Bennett, who started for his father, Jack, on UW-Stevens Point’s 2004 and ’05 NCAA Division III national championship teams, usually prefers to stay out of the limelight. But he admitted that this honor is especially meaningful to him.

“Absolutely,” he said. “I know how many great coaches have come through this state. I am truly humbled because I grew up in this state. This state is very near and dear to my heart. I made connections that are going to last me a lifetime. So when I look around at the coaches who got this award – and have not gotten this award -- I go, ‘Holy cow, I don’t belong with these guys!’ ”

Based on what he overcame with his players during the last year, Bennett is not likely to encounter many people who agree with him.

On the night of March 12, 2020, St. Catherine’s extended its record to 25-0 with a hard-fought sectional semifinal victory over Delafield St. John’s Northwestern Academies. Led by the All-State backcourt of Tyrese Hunter and Kamari McGee, it appeared likely that the Angels would go on to win the 15th state championship in the history of this storied program.

But later that night, it was announced that the rest of the season was being cancelled because of pandemic concerns. Suddenly, it was all over and team members were left to wonder if they would ever get the chance to bring back a gold basketball from the state tournament.

Bennett, 39, helped keep that vision alive for the Angels, who graduated four seniors, including two starters, from their 25-0 team. Among those returning were Hunter and McGee, who committed to Iowa State and UW-Green Bay during the offseason.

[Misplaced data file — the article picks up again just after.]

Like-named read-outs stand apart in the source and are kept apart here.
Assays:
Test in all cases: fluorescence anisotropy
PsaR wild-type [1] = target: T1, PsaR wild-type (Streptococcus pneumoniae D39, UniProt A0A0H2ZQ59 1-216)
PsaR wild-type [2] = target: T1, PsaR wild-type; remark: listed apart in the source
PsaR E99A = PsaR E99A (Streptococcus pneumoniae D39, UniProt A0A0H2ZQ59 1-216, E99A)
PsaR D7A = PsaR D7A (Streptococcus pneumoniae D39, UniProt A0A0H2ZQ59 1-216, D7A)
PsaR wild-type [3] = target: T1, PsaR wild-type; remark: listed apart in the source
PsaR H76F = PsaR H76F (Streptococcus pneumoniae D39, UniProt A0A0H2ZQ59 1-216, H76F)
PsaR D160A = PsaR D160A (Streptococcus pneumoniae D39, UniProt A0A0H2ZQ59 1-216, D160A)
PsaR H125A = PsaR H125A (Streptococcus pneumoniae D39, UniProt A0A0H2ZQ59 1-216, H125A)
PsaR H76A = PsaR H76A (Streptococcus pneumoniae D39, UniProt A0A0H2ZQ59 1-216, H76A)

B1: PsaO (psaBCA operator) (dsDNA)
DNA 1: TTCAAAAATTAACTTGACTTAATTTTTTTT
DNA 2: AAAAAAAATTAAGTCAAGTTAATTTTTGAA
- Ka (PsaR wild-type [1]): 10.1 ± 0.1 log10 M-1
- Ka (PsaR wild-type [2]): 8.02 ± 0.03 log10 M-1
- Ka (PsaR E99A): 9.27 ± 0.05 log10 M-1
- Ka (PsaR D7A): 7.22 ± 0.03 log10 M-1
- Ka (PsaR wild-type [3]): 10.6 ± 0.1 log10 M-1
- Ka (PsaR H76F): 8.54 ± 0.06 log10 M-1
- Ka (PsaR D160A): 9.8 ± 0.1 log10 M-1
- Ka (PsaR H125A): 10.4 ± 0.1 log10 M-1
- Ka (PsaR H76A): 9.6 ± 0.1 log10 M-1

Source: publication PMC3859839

St. Catherine’s kept piling up victories, but it was so much more difficult this season. Because of a City of Racine ordinance in response to the pandemic, the Angels were prohibited from playing or practicing at their John F. McGuire Gymnasium. Instead, they practiced in the cramped Lincoln Center just outside of the city and played all their games on the road.

Then, on Jan. 23, Hunter suffered an injury to his right ankle that was so severe that it was originally thought he would miss the rest of the season. He ended up sitting out six games and wasn't the same player the rest of the season.

After that, Bennett dealt with quarantine issues that forced him to promote two freshmen for a couple of games just to have depth.

St. Catherine’s winning streak was at 43 games when it lost 65-59 in overtime to Martin Luther Jan. 30 in Greendale. But Bennett kept the Angels’ eyes on the prize and they went on to a 68-49 victory over Hartland Lake Country Lutheran in the Division 3 championship in Oshkosh.

That victory completed a memorable two-year run for the Angels, during which they went 53-1.

“Even before the state championship game, the kids never heard me say, ‘We’re going to win state,’ ” Bennett said. “My goal was just to get our guys ready for the task at hand.”